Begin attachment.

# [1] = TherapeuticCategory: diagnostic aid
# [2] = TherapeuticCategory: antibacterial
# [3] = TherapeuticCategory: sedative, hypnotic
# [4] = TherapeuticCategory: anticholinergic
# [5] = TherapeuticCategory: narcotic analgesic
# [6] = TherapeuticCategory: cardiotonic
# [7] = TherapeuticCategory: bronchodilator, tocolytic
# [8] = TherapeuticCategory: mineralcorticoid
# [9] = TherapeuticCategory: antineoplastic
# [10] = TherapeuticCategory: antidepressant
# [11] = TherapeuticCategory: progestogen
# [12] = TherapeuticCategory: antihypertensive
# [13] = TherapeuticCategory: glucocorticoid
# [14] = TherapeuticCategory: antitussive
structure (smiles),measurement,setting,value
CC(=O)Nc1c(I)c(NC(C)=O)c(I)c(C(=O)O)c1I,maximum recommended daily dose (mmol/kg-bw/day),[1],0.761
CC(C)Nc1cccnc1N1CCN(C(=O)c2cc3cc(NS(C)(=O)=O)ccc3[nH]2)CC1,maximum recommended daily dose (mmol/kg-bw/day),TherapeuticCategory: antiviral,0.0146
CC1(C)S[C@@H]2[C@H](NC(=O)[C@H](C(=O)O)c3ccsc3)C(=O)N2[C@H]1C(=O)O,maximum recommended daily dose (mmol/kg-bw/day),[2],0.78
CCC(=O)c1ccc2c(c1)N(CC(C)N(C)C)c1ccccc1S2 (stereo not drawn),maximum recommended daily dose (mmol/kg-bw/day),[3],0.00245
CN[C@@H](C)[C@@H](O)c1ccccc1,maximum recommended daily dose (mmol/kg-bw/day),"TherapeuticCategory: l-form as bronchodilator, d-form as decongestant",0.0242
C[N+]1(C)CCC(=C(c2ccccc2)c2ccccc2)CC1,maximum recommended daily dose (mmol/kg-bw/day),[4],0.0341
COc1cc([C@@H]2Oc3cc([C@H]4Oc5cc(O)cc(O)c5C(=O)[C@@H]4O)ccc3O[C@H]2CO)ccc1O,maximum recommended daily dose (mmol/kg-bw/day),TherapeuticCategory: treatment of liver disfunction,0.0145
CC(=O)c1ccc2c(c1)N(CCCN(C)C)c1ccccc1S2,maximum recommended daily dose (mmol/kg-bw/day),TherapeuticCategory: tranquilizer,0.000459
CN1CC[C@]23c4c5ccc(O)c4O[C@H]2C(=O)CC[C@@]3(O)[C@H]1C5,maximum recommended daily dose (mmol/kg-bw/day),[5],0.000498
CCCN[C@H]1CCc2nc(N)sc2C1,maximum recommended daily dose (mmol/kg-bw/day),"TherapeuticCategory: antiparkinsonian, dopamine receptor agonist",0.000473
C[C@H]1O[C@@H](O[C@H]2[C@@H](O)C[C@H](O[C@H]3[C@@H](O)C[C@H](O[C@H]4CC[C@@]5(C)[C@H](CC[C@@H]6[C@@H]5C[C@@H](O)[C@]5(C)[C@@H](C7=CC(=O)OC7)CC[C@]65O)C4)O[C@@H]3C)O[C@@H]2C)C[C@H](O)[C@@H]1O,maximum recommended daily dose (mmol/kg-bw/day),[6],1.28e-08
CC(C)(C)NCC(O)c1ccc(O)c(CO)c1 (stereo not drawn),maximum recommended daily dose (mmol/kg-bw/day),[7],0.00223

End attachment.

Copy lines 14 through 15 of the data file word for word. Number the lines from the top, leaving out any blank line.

# [14] = TherapeuticCategory: antitussive
structure (smiles),measurement,setting,value